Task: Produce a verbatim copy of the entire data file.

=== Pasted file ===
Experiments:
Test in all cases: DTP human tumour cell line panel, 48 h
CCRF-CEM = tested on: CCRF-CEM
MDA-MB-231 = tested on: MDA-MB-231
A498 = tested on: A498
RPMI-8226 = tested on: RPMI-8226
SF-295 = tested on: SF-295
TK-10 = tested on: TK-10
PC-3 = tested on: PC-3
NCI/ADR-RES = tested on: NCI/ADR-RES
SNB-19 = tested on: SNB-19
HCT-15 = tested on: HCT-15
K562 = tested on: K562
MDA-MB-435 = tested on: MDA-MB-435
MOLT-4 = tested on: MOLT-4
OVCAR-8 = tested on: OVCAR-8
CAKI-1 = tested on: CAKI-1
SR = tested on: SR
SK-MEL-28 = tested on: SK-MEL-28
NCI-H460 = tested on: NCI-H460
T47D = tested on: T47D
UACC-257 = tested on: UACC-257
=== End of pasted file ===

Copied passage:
Experiments:
Test in all cases: DTP human tumour cell line panel, 48 h
CCRF-CEM = tested on: CCRF-CEM
MDA-MB-231 = tested on: MDA-MB-231
A498 = tested on: A498
RPMI-8226 = tested on: RPMI-8226
SF-295 = tested on: SF-295
TK-10 = tested on: TK-10
PC-3 = tested on: PC-3
NCI/ADR-RES = tested on: NCI/ADR-RES
SNB-19 = tested on: SNB-19
HCT-15 = tested on: HCT-15
K562 = tested on: K562
MDA-MB-435 = tested on: MDA-MB-435
MOLT-4 = tested on: MOLT-4
OVCAR-8 = tested on: OVCAR-8
CAKI-1 = tested on: CAKI-1
SR = tested on: SR
SK-MEL-28 = tested on: SK-MEL-28
NCI-H460 = tested on: NCI-H460
T47D = tested on: T47D
UACC-257 = tested on: UACC-257